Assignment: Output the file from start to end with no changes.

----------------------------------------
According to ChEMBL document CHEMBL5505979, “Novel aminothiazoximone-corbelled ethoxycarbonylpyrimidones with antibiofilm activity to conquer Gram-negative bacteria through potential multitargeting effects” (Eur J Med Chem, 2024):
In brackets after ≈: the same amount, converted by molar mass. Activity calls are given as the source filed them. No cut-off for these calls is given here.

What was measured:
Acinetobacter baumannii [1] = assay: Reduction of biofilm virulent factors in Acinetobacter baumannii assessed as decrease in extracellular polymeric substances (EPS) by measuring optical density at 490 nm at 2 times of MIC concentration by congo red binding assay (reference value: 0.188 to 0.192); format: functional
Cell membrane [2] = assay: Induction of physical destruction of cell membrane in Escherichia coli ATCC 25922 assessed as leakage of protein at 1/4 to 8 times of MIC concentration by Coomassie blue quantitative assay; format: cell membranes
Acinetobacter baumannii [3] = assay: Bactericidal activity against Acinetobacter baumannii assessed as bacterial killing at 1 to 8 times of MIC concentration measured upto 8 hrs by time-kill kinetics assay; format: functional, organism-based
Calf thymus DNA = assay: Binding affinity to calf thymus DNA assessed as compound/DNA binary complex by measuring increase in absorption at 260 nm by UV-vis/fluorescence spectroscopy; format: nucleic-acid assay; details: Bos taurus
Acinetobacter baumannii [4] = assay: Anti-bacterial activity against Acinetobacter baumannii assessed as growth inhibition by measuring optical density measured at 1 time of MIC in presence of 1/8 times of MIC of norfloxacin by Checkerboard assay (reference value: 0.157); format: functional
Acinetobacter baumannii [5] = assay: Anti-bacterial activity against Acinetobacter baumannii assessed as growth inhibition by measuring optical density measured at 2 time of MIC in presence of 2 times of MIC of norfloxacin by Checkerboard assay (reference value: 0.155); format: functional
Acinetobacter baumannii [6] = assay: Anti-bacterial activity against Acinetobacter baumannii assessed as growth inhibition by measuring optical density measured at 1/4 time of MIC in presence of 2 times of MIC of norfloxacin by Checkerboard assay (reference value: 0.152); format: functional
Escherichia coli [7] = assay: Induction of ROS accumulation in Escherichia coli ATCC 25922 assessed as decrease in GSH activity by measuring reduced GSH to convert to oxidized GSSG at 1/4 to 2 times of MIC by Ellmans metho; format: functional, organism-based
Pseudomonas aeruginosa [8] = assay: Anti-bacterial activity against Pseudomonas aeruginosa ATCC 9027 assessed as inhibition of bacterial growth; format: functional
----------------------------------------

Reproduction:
According to ChEMBL document CHEMBL5505979, “Novel aminothiazoximone-corbelled ethoxycarbonylpyrimidones with antibiofilm activity to conquer Gram-negative bacteria through potential multitargeting effects” (Eur J Med Chem, 2024):
In brackets after ≈: the same amount, converted by molar mass. Activity calls are given as the source filed them. No cut-off for these calls is given here.

What was measured:
Acinetobacter baumannii [1] = assay: Reduction of biofilm virulent factors in Acinetobacter baumannii assessed as decrease in extracellular polymeric substances (EPS) by measuring optical density at 490 nm at 2 times of MIC concentration by congo red binding assay (reference value: 0.188 to 0.192); format: functional
Cell membrane [2] = assay: Induction of physical destruction of cell membrane in Escherichia coli ATCC 25922 assessed as leakage of protein at 1/4 to 8 times of MIC concentration by Coomassie blue quantitative assay; format: cell membranes
Acinetobacter baumannii [3] = assay: Bactericidal activity against Acinetobacter baumannii assessed as bacterial killing at 1 to 8 times of MIC concentration measured upto 8 hrs by time-kill kinetics assay; format: functional, organism-based
Calf thymus DNA = assay: Binding affinity to calf thymus DNA assessed as compound/DNA binary complex by measuring increase in absorption at 260 nm by UV-vis/fluorescence spectroscopy; format: nucleic-acid assay; details: Bos taurus
Acinetobacter baumannii [4] = assay: Anti-bacterial activity against Acinetobacter baumannii assessed as growth inhibition by measuring optical density measured at 1 time of MIC in presence of 1/8 times of MIC of norfloxacin by Checkerboard assay (reference value: 0.157); format: functional
Acinetobacter baumannii [5] = assay: Anti-bacterial activity against Acinetobacter baumannii assessed as growth inhibition by measuring optical density measured at 2 time of MIC in presence of 2 times of MIC of norfloxacin by Checkerboard assay (reference value: 0.155); format: functional
Acinetobacter baumannii [6] = assay: Anti-bacterial activity against Acinetobacter baumannii assessed as growth inhibition by measuring optical density measured at 1/4 time of MIC in presence of 2 times of MIC of norfloxacin by Checkerboard assay (reference value: 0.152); format: functional
Escherichia coli [7] = assay: Induction of ROS accumulation in Escherichia coli ATCC 25922 assessed as decrease in GSH activity by measuring reduced GSH to convert to oxidized GSSG at 1/4 to 2 times of MIC by Ellmans metho; format: functional, organism-based
Pseudomonas aeruginosa [8] = assay: Anti-bacterial activity against Pseudomonas aeruginosa ATCC 9027 assessed as inhibition of bacterial growth; format: functional